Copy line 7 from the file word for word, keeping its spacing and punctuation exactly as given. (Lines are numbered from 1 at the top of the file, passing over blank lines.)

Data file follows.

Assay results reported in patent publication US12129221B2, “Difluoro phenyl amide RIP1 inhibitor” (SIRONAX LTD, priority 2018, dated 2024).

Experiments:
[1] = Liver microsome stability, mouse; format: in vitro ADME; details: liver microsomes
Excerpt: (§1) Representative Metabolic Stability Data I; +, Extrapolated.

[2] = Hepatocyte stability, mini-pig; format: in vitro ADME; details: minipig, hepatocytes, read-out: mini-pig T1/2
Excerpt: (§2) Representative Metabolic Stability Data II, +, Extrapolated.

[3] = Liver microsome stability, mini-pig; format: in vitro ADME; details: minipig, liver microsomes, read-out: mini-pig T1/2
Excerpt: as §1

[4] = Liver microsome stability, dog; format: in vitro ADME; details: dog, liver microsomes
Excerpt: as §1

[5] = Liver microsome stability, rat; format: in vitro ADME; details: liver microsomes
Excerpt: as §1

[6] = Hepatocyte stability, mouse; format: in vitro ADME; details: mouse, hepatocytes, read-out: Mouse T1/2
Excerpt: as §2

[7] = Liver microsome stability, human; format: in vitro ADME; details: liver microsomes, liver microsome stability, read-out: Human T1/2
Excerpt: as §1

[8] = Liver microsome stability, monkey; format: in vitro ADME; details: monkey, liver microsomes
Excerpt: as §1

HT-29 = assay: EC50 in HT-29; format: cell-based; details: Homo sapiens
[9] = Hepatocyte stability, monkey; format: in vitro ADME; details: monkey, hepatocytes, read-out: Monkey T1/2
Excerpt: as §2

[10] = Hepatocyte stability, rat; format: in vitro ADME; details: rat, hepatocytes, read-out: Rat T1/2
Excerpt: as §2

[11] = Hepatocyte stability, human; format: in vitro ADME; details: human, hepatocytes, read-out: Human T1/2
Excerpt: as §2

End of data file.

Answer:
[3] = Liver microsome stability, mini-pig; format: in vitro ADME; details: minipig, liver microsomes, read-out: mini-pig T1/2